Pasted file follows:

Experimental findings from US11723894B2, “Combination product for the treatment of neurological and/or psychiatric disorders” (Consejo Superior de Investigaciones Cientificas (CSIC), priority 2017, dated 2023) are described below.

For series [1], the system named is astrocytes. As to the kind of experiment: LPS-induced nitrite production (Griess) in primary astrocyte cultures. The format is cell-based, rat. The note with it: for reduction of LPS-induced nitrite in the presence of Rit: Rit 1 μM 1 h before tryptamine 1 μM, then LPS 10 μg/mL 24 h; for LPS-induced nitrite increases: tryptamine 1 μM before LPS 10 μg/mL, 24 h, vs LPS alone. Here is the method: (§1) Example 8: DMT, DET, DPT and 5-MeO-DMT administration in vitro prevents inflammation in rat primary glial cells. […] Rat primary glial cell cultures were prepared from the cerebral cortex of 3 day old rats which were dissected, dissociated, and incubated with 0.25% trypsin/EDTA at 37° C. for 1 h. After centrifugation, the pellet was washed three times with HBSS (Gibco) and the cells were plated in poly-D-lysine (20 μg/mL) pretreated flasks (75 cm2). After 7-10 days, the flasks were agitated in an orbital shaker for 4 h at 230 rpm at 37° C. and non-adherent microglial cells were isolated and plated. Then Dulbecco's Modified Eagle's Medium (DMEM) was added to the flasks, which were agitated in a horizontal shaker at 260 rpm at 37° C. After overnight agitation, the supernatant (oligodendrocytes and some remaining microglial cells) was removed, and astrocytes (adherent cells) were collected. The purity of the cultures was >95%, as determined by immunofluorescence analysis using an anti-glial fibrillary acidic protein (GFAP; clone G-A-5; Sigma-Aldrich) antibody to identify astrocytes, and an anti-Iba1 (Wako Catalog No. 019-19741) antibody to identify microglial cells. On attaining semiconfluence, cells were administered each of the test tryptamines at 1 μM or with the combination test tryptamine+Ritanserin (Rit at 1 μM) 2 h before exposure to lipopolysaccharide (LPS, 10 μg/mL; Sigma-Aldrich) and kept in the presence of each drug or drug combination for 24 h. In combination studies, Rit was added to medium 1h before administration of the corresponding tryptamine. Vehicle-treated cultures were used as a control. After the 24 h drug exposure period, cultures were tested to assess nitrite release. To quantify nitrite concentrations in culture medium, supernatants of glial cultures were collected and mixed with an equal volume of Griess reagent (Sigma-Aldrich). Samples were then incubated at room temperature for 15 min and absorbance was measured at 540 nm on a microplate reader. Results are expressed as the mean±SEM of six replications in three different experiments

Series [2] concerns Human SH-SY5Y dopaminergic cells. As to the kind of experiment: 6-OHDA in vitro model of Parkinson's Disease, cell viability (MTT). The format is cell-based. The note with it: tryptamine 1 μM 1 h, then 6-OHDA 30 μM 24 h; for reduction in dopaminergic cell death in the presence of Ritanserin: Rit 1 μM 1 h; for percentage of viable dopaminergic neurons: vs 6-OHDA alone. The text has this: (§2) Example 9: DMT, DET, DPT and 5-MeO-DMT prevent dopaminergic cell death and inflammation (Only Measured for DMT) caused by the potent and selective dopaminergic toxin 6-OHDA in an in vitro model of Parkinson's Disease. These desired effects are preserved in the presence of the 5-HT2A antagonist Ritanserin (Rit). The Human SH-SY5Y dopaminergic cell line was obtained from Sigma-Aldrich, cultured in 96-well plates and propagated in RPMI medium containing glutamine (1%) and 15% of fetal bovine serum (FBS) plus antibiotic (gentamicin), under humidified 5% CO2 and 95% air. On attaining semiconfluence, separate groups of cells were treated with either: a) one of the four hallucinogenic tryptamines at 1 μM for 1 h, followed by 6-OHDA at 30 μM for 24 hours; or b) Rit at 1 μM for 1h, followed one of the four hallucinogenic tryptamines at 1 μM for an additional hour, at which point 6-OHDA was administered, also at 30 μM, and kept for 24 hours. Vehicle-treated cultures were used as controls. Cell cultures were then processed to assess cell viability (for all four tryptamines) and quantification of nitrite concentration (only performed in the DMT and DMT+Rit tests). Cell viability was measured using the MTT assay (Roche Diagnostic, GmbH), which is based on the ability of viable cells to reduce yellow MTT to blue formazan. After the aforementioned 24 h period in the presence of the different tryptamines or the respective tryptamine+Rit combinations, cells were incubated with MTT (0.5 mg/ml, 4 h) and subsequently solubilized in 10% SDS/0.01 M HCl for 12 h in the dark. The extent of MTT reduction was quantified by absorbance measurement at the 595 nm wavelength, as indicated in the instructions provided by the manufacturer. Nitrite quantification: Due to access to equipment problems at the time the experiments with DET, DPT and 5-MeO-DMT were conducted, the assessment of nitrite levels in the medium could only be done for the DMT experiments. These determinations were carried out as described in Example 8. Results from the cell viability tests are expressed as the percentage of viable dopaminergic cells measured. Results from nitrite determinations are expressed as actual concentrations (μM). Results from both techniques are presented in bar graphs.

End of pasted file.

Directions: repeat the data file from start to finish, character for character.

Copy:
Experimental findings from US11723894B2, “Combination product for the treatment of neurological and/or psychiatric disorders” (Consejo Superior de Investigaciones Cientificas (CSIC), priority 2017, dated 2023) are described below.

For series [1], the system named is astrocytes. As to the kind of experiment: LPS-induced nitrite production (Griess) in primary astrocyte cultures. The format is cell-based, rat. The note with it: for reduction of LPS-induced nitrite in the presence of Rit: Rit 1 μM 1 h before tryptamine 1 μM, then LPS 10 μg/mL 24 h; for LPS-induced nitrite increases: tryptamine 1 μM before LPS 10 μg/mL, 24 h, vs LPS alone. Here is the method: (§1) Example 8: DMT, DET, DPT and 5-MeO-DMT administration in vitro prevents inflammation in rat primary glial cells. […] Rat primary glial cell cultures were prepared from the cerebral cortex of 3 day old rats which were dissected, dissociated, and incubated with 0.25% trypsin/EDTA at 37° C. for 1 h. After centrifugation, the pellet was washed three times with HBSS (Gibco) and the cells were plated in poly-D-lysine (20 μg/mL) pretreated flasks (75 cm2). After 7-10 days, the flasks were agitated in an orbital shaker for 4 h at 230 rpm at 37° C. and non-adherent microglial cells were isolated and plated. Then Dulbecco's Modified Eagle's Medium (DMEM) was added to the flasks, which were agitated in a horizontal shaker at 260 rpm at 37° C. After overnight agitation, the supernatant (oligodendrocytes and some remaining microglial cells) was removed, and astrocytes (adherent cells) were collected. The purity of the cultures was >95%, as determined by immunofluorescence analysis using an anti-glial fibrillary acidic protein (GFAP; clone G-A-5; Sigma-Aldrich) antibody to identify astrocytes, and an anti-Iba1 (Wako Catalog No. 019-19741) antibody to identify microglial cells. On attaining semiconfluence, cells were administered each of the test tryptamines at 1 μM or with the combination test tryptamine+Ritanserin (Rit at 1 μM) 2 h before exposure to lipopolysaccharide (LPS, 10 μg/mL; Sigma-Aldrich) and kept in the presence of each drug or drug combination for 24 h. In combination studies, Rit was added to medium 1h before administration of the corresponding tryptamine. Vehicle-treated cultures were used as a control. After the 24 h drug exposure period, cultures were tested to assess nitrite release. To quantify nitrite concentrations in culture medium, supernatants of glial cultures were collected and mixed with an equal volume of Griess reagent (Sigma-Aldrich). Samples were then incubated at room temperature for 15 min and absorbance was measured at 540 nm on a microplate reader. Results are expressed as the mean±SEM of six replications in three different experiments

Series [2] concerns Human SH-SY5Y dopaminergic cells. As to the kind of experiment: 6-OHDA in vitro model of Parkinson's Disease, cell viability (MTT). The format is cell-based. The note with it: tryptamine 1 μM 1 h, then 6-OHDA 30 μM 24 h; for reduction in dopaminergic cell death in the presence of Ritanserin: Rit 1 μM 1 h; for percentage of viable dopaminergic neurons: vs 6-OHDA alone. The text has this: (§2) Example 9: DMT, DET, DPT and 5-MeO-DMT prevent dopaminergic cell death and inflammation (Only Measured for DMT) caused by the potent and selective dopaminergic toxin 6-OHDA in an in vitro model of Parkinson's Disease. These desired effects are preserved in the presence of the 5-HT2A antagonist Ritanserin (Rit). The Human SH-SY5Y dopaminergic cell line was obtained from Sigma-Aldrich, cultured in 96-well plates and propagated in RPMI medium containing glutamine (1%) and 15% of fetal bovine serum (FBS) plus antibiotic (gentamicin), under humidified 5% CO2 and 95% air. On attaining semiconfluence, separate groups of cells were treated with either: a) one of the four hallucinogenic tryptamines at 1 μM for 1 h, followed by 6-OHDA at 30 μM for 24 hours; or b) Rit at 1 μM for 1h, followed one of the four hallucinogenic tryptamines at 1 μM for an additional hour, at which point 6-OHDA was administered, also at 30 μM, and kept for 24 hours. Vehicle-treated cultures were used as controls. Cell cultures were then processed to assess cell viability (for all four tryptamines) and quantification of nitrite concentration (only performed in the DMT and DMT+Rit tests). Cell viability was measured using the MTT assay (Roche Diagnostic, GmbH), which is based on the ability of viable cells to reduce yellow MTT to blue formazan. After the aforementioned 24 h period in the presence of the different tryptamines or the respective tryptamine+Rit combinations, cells were incubated with MTT (0.5 mg/ml, 4 h) and subsequently solubilized in 10% SDS/0.01 M HCl for 12 h in the dark. The extent of MTT reduction was quantified by absorbance measurement at the 595 nm wavelength, as indicated in the instructions provided by the manufacturer. Nitrite quantification: Due to access to equipment problems at the time the experiments with DET, DPT and 5-MeO-DMT were conducted, the assessment of nitrite levels in the medium could only be done for the DMT experiments. These determinations were carried out as described in Example 8. Results from the cell viability tests are expressed as the percentage of viable dopaminergic cells measured. Results from nitrite determinations are expressed as actual concentrations (μM). Results from both techniques are presented in bar graphs.